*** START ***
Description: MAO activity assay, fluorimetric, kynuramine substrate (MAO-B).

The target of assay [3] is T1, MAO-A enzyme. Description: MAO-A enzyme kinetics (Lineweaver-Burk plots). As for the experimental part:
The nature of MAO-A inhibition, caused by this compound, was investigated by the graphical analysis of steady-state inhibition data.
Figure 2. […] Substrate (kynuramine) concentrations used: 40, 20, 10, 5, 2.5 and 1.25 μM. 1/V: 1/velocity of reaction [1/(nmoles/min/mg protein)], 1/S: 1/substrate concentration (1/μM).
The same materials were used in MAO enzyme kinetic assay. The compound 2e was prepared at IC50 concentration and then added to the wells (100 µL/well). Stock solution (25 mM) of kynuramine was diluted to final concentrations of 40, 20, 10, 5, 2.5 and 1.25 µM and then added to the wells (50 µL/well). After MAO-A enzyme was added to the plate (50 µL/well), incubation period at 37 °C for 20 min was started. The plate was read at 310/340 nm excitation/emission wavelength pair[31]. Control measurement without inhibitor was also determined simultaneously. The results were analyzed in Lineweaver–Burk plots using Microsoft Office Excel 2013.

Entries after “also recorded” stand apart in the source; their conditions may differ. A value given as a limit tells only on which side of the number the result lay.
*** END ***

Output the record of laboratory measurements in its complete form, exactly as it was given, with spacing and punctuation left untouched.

Description: MAO activity assay, fluorimetric, kynuramine substrate (MAO-B).

The target of assay [3] is T1, MAO-A enzyme. Description: MAO-A enzyme kinetics (Lineweaver-Burk plots). As for the experimental part:
The nature of MAO-A inhibition, caused by this compound, was investigated by the graphical analysis of steady-state inhibition data.
Figure 2. […] Substrate (kynuramine) concentrations used: 40, 20, 10, 5, 2.5 and 1.25 μM. 1/V: 1/velocity of reaction [1/(nmoles/min/mg protein)], 1/S: 1/substrate concentration (1/μM).
The same materials were used in MAO enzyme kinetic assay. The compound 2e was prepared at IC50 concentration and then added to the wells (100 µL/well). Stock solution (25 mM) of kynuramine was diluted to final concentrations of 40, 20, 10, 5, 2.5 and 1.25 µM and then added to the wells (50 µL/well). After MAO-A enzyme was added to the plate (50 µL/well), incubation period at 37 °C for 20 min was started. The plate was read at 310/340 nm excitation/emission wavelength pair[31]. Control measurement without inhibitor was also determined simultaneously. The results were analyzed in Lineweaver–Burk plots using Microsoft Office Excel 2013.

Entries after “also recorded” stand apart in the source; their conditions may differ. A value given as a limit tells only on which side of the number the result lay.